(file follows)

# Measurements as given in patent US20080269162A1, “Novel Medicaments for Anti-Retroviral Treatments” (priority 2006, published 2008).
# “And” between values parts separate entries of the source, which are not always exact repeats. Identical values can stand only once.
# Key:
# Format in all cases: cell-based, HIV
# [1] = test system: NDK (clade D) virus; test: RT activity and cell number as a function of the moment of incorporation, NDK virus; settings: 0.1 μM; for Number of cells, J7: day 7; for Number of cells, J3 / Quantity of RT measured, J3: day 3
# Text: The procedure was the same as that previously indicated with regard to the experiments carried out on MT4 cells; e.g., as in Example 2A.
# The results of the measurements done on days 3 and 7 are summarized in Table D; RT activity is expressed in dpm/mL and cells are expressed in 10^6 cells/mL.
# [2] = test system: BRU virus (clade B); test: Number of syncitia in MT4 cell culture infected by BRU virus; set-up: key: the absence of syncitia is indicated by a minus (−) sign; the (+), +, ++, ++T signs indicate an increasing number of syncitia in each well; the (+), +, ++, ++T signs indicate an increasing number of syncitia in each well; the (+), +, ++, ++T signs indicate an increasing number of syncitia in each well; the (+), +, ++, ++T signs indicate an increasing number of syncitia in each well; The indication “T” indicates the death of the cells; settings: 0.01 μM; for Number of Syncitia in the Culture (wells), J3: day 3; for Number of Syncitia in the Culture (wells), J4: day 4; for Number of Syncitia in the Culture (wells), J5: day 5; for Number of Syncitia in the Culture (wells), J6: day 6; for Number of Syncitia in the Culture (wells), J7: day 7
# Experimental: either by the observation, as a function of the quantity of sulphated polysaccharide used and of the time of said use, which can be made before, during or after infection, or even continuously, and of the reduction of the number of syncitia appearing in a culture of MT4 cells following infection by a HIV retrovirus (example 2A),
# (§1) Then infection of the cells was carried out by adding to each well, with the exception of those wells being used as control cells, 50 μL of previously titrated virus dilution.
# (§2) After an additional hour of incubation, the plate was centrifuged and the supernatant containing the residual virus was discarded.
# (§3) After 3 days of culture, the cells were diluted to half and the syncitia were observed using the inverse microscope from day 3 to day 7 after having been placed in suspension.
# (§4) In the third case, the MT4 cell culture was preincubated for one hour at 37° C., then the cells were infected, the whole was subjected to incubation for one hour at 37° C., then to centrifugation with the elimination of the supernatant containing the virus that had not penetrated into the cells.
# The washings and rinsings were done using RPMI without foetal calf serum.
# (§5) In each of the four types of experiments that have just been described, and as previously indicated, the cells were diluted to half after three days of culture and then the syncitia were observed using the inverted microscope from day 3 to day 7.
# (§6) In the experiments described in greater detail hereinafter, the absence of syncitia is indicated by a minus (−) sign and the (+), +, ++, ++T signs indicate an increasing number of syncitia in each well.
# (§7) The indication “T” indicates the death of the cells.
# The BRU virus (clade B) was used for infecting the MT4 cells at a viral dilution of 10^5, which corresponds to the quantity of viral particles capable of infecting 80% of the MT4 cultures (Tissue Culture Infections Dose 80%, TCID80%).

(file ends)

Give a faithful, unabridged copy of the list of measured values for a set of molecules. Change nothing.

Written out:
# Measurements as given in patent US20080269162A1, “Novel Medicaments for Anti-Retroviral Treatments” (priority 2006, published 2008).
# “And” between values parts separate entries of the source, which are not always exact repeats. Identical values can stand only once.
# Key:
# Format in all cases: cell-based, HIV
# [1] = test system: NDK (clade D) virus; test: RT activity and cell number as a function of the moment of incorporation, NDK virus; settings: 0.1 μM; for Number of cells, J7: day 7; for Number of cells, J3 / Quantity of RT measured, J3: day 3
# Text: The procedure was the same as that previously indicated with regard to the experiments carried out on MT4 cells; e.g., as in Example 2A.
# The results of the measurements done on days 3 and 7 are summarized in Table D; RT activity is expressed in dpm/mL and cells are expressed in 10^6 cells/mL.
# [2] = test system: BRU virus (clade B); test: Number of syncitia in MT4 cell culture infected by BRU virus; set-up: key: the absence of syncitia is indicated by a minus (−) sign; the (+), +, ++, ++T signs indicate an increasing number of syncitia in each well; the (+), +, ++, ++T signs indicate an increasing number of syncitia in each well; the (+), +, ++, ++T signs indicate an increasing number of syncitia in each well; the (+), +, ++, ++T signs indicate an increasing number of syncitia in each well; The indication “T” indicates the death of the cells; settings: 0.01 μM; for Number of Syncitia in the Culture (wells), J3: day 3; for Number of Syncitia in the Culture (wells), J4: day 4; for Number of Syncitia in the Culture (wells), J5: day 5; for Number of Syncitia in the Culture (wells), J6: day 6; for Number of Syncitia in the Culture (wells), J7: day 7
# Experimental: either by the observation, as a function of the quantity of sulphated polysaccharide used and of the time of said use, which can be made before, during or after infection, or even continuously, and of the reduction of the number of syncitia appearing in a culture of MT4 cells following infection by a HIV retrovirus (example 2A),
# (§1) Then infection of the cells was carried out by adding to each well, with the exception of those wells being used as control cells, 50 μL of previously titrated virus dilution.
# (§2) After an additional hour of incubation, the plate was centrifuged and the supernatant containing the residual virus was discarded.
# (§3) After 3 days of culture, the cells were diluted to half and the syncitia were observed using the inverse microscope from day 3 to day 7 after having been placed in suspension.
# (§4) In the third case, the MT4 cell culture was preincubated for one hour at 37° C., then the cells were infected, the whole was subjected to incubation for one hour at 37° C., then to centrifugation with the elimination of the supernatant containing the virus that had not penetrated into the cells.
# The washings and rinsings were done using RPMI without foetal calf serum.
# (§5) In each of the four types of experiments that have just been described, and as previously indicated, the cells were diluted to half after three days of culture and then the syncitia were observed using the inverted microscope from day 3 to day 7.
# (§6) In the experiments described in greater detail hereinafter, the absence of syncitia is indicated by a minus (−) sign and the (+), +, ++, ++T signs indicate an increasing number of syncitia in each well.
# (§7) The indication “T” indicates the death of the cells.
# The BRU virus (clade B) was used for infecting the MT4 cells at a viral dilution of 10^5, which corresponds to the quantity of viral particles capable of infecting 80% of the MT4 cultures (Tissue Culture Infections Dose 80%, TCID80%).